org.apache.spark.sql.AnalysisException: Path does not exist: file:/tmp/non_existent_path;
 at org.apache.spark.sql.execution.datasources.DataSource$.org$apache$spark$sql$execution$datasources$DataSource$$checkAndGlobPathIfNecessary(DataSource.scala:715)
 at org.apache.spark.sql.execution.datasources.DataSource$$anonfun$15.apply(DataSource.scala:389)

If we create random garbage, sometimes Spark Dataset creation succeeds, sometimes it fails.

Reads involving corrupted JSON data succeed (sort of)

# Bash
mkdir -p /tmp/existent_path
cat /dev/random | head -n 100 > /tmp/existent_path/data.json
wc -l /tmp/existent_path/data.json    # Returns 100

The attempt to create the DataFrame succeeds even though the string representation of the DataFrame says “[_corrupt_record: string]”. Counting is even successful; however, the number of rows doesn’t match the number of rows in the corrupted input file.

// Results in   df: org.apache.spark.sql.DataFrame = [_corrupt_record: string]
val df =
   .option(“timestampFormat”, “yyyy/MM/dd HH:mm:ss ZZ”)

df.count()                            // SUCCEEDS: Returns 198 => x.toString).count()       // FAILS

Where things get weird is the call to => x.toString).count(). This results in an exception since Spark 2.3.0:

Caused by: org.apache.spark.sql.AnalysisException: Since Spark 2.3, the queries from raw JSON/CSV files are disallowed when the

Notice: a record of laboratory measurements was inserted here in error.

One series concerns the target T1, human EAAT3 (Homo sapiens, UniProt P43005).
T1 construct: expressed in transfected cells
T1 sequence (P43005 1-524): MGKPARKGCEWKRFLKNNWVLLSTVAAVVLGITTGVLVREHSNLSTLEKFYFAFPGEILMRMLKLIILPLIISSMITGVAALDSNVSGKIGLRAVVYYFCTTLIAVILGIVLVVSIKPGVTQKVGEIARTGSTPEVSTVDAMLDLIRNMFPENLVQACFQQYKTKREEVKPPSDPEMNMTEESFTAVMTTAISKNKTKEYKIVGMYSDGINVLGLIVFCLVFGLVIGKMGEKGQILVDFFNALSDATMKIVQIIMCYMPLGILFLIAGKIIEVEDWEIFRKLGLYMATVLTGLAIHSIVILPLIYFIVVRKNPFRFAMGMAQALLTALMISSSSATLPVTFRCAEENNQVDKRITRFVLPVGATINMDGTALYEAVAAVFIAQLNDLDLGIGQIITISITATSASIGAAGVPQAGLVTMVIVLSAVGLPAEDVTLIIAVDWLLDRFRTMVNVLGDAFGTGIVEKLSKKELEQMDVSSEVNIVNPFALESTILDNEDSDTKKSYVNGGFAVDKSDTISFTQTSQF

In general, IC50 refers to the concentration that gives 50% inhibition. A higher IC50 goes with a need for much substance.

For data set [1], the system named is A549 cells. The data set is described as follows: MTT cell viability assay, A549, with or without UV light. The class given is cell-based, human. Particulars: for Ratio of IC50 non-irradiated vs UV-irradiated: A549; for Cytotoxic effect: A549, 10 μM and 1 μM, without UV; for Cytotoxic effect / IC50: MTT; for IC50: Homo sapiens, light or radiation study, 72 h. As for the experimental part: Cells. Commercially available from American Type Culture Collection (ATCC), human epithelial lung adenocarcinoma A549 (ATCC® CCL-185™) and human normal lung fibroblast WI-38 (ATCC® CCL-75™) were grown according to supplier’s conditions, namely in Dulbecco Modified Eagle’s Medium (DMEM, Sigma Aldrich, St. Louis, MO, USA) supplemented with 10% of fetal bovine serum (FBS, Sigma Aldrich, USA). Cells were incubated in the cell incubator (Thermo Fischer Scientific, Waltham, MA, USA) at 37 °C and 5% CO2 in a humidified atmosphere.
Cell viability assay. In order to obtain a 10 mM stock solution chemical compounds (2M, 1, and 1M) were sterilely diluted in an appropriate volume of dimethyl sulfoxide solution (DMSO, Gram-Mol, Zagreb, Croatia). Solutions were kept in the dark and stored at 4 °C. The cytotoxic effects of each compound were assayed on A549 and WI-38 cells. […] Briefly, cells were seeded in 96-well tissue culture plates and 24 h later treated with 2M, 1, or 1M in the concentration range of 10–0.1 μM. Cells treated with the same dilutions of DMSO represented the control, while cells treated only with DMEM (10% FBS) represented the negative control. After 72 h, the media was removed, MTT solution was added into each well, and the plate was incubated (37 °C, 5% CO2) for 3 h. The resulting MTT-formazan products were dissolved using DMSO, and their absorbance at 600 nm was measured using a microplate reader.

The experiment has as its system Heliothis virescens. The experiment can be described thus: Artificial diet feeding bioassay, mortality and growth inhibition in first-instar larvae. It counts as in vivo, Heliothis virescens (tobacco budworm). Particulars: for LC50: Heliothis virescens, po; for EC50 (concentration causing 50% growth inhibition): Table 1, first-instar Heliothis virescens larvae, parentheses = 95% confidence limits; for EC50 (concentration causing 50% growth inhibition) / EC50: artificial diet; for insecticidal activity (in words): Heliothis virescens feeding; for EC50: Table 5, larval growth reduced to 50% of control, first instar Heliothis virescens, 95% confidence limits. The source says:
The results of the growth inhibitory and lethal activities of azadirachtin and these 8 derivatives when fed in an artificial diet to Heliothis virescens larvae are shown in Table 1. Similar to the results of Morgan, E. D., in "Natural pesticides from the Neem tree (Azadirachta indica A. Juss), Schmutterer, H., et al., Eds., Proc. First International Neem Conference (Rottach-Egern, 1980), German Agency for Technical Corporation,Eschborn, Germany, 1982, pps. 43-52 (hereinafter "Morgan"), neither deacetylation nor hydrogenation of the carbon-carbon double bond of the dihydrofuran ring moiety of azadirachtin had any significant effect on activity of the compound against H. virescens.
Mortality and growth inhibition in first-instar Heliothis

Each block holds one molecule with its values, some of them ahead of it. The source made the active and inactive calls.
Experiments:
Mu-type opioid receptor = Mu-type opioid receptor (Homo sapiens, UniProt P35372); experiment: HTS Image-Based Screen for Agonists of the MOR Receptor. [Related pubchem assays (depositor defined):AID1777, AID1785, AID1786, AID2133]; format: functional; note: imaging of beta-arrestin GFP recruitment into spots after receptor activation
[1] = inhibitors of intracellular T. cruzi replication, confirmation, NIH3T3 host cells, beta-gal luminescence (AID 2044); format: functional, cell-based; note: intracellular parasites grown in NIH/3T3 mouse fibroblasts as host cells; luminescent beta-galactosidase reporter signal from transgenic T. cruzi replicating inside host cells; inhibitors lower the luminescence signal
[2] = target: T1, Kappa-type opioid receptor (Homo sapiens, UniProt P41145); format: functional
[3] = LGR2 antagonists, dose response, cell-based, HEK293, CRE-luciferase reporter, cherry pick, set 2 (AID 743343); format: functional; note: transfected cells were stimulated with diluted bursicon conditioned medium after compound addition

referenced columns only include the internal corrupt record column
(named _corrupt_record by default). For example:$”_corrupt_record”.isNotNull).count()
Instead, you can cache or save the parsed results and then send the same query.
For example, val df = and then
 at org.apache.spark.sql.execution.datasources.json.JsonFileFormat.buildReader(JsonFileFormat.scala:118)
 at org.apache.spark.sql.execution.datasources.FileFormat$class.buildReaderWithPartitionValues(FileFormat.scala:129)

Reads involving corrupted CSV data seem to fail eagerly

If we try to read similarly corrupted data, the entire job can fail due to things like ArrayIndexOutOfBoundsExceptions:

val df =
   .option(“timestampFormat”, “yyyy/MM/dd HH:mm:ss ZZ”)

Creating data using SparkSessions has some oddities and seems to be a mixture of failing fast and silently propagating errors.

Since there are indeed read methods that fail fast, it’s probably worth wrapping the creation of DataFrames / Datasets in a scala.util.Try (or even better, an IO Monad) to control the flow of failures.